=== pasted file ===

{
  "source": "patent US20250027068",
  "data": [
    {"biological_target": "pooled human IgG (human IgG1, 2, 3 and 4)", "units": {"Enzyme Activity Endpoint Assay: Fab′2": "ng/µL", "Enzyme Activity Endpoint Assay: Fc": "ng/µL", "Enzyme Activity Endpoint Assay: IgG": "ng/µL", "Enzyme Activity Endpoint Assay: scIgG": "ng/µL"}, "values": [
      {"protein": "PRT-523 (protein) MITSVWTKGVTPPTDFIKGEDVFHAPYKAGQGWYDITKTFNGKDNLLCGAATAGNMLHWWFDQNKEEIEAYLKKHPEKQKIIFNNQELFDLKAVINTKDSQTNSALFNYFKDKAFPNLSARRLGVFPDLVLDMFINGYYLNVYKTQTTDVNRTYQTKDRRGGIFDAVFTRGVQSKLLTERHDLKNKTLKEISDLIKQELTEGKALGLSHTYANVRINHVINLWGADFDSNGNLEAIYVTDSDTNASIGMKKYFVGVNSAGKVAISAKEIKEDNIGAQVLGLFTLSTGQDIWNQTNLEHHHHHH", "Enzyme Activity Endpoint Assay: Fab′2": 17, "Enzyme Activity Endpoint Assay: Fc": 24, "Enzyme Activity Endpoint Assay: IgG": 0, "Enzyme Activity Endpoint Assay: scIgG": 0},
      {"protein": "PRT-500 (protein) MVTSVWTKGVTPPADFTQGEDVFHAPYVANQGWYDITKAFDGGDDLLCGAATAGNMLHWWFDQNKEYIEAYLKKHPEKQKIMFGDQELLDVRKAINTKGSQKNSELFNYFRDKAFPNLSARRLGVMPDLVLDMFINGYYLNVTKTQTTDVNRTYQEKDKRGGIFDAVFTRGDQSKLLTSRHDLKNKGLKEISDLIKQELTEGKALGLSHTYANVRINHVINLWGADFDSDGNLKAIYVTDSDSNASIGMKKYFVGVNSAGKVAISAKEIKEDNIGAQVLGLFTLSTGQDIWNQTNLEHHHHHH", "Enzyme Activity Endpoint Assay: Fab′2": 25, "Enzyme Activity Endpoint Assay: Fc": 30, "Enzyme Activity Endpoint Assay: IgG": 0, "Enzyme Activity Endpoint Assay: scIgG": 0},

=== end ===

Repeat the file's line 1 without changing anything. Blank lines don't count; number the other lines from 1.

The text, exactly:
{